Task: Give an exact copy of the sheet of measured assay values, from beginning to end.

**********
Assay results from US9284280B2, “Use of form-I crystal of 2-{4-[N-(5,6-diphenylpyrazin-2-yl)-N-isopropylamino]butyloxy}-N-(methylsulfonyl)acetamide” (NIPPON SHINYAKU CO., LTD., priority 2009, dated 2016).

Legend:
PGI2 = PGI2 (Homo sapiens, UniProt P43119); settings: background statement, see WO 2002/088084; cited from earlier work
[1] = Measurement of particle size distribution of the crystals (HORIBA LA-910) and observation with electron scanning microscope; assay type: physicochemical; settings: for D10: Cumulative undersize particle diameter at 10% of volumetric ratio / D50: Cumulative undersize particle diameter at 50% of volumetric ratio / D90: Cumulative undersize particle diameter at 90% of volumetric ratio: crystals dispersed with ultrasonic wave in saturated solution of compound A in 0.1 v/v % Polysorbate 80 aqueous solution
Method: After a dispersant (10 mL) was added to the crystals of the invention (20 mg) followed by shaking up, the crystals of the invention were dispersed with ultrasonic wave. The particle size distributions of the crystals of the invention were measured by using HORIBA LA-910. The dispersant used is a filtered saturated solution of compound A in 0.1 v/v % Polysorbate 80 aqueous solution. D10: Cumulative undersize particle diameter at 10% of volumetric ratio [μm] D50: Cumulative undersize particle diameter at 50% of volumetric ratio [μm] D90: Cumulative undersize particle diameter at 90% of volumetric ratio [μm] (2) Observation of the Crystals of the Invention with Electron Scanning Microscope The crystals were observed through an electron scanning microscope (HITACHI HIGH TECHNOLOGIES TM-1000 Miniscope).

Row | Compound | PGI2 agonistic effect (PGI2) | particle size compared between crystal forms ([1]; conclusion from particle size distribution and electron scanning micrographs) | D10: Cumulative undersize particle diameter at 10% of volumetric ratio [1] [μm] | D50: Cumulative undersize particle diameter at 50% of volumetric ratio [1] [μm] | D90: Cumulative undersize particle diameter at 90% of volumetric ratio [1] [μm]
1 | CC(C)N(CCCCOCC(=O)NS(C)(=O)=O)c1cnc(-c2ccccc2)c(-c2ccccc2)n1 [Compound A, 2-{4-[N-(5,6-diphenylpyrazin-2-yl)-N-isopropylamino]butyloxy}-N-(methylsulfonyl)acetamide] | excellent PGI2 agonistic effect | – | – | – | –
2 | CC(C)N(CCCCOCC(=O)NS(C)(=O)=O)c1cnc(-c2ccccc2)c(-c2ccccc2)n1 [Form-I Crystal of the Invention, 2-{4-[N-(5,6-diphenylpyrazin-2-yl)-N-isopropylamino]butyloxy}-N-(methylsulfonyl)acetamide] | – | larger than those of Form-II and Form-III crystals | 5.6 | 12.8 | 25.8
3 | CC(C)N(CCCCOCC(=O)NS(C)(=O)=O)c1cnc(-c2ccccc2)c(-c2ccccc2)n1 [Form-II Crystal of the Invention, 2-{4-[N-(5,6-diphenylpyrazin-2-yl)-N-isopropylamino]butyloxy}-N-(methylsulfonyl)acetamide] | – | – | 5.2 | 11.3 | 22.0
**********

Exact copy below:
Assay results from US9284280B2, “Use of form-I crystal of 2-{4-[N-(5,6-diphenylpyrazin-2-yl)-N-isopropylamino]butyloxy}-N-(methylsulfonyl)acetamide” (NIPPON SHINYAKU CO., LTD., priority 2009, dated 2016).

Legend:
PGI2 = PGI2 (Homo sapiens, UniProt P43119); settings: background statement, see WO 2002/088084; cited from earlier work
[1] = Measurement of particle size distribution of the crystals (HORIBA LA-910) and observation with electron scanning microscope; assay type: physicochemical; settings: for D10: Cumulative undersize particle diameter at 10% of volumetric ratio / D50: Cumulative undersize particle diameter at 50% of volumetric ratio / D90: Cumulative undersize particle diameter at 90% of volumetric ratio: crystals dispersed with ultrasonic wave in saturated solution of compound A in 0.1 v/v % Polysorbate 80 aqueous solution
Method: After a dispersant (10 mL) was added to the crystals of the invention (20 mg) followed by shaking up, the crystals of the invention were dispersed with ultrasonic wave. The particle size distributions of the crystals of the invention were measured by using HORIBA LA-910. The dispersant used is a filtered saturated solution of compound A in 0.1 v/v % Polysorbate 80 aqueous solution. D10: Cumulative undersize particle diameter at 10% of volumetric ratio [μm] D50: Cumulative undersize particle diameter at 50% of volumetric ratio [μm] D90: Cumulative undersize particle diameter at 90% of volumetric ratio [μm] (2) Observation of the Crystals of the Invention with Electron Scanning Microscope The crystals were observed through an electron scanning microscope (HITACHI HIGH TECHNOLOGIES TM-1000 Miniscope).

Row | Compound | PGI2 agonistic effect (PGI2) | particle size compared between crystal forms ([1]; conclusion from particle size distribution and electron scanning micrographs) | D10: Cumulative undersize particle diameter at 10% of volumetric ratio [1] [μm] | D50: Cumulative undersize particle diameter at 50% of volumetric ratio [1] [μm] | D90: Cumulative undersize particle diameter at 90% of volumetric ratio [1] [μm]
1 | CC(C)N(CCCCOCC(=O)NS(C)(=O)=O)c1cnc(-c2ccccc2)c(-c2ccccc2)n1 [Compound A, 2-{4-[N-(5,6-diphenylpyrazin-2-yl)-N-isopropylamino]butyloxy}-N-(methylsulfonyl)acetamide] | excellent PGI2 agonistic effect | – | – | – | –
2 | CC(C)N(CCCCOCC(=O)NS(C)(=O)=O)c1cnc(-c2ccccc2)c(-c2ccccc2)n1 [Form-I Crystal of the Invention, 2-{4-[N-(5,6-diphenylpyrazin-2-yl)-N-isopropylamino]butyloxy}-N-(methylsulfonyl)acetamide] | – | larger than those of Form-II and Form-III crystals | 5.6 | 12.8 | 25.8
3 | CC(C)N(CCCCOCC(=O)NS(C)(=O)=O)c1cnc(-c2ccccc2)c(-c2ccccc2)n1 [Form-II Crystal of the Invention, 2-{4-[N-(5,6-diphenylpyrazin-2-yl)-N-isopropylamino]butyloxy}-N-(methylsulfonyl)acetamide] | – | – | 5.2 | 11.3 | 22.0